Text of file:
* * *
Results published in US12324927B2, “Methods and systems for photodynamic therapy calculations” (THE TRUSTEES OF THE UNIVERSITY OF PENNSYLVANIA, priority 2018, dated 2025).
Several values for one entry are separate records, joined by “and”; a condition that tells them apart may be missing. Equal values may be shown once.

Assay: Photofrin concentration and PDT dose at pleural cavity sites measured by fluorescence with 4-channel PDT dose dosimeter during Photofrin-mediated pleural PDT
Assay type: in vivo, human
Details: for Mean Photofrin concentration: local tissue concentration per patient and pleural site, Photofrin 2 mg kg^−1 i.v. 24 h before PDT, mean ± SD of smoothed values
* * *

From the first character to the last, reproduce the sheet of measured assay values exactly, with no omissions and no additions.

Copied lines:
Results published in US12324927B2, “Methods and systems for photodynamic therapy calculations” (THE TRUSTEES OF THE UNIVERSITY OF PENNSYLVANIA, priority 2018, dated 2025).
Several values for one entry are separate records, joined by “and”; a condition that tells them apart may be missing. Equal values may be shown once.

Assay: Photofrin concentration and PDT dose at pleural cavity sites measured by fluorescence with 4-channel PDT dose dosimeter during Photofrin-mediated pleural PDT
Assay type: in vivo, human
Details: for Mean Photofrin concentration: local tissue concentration per patient and pleural site, Photofrin 2 mg kg^−1 i.v. 24 h before PDT, mean ± SD of smoothed values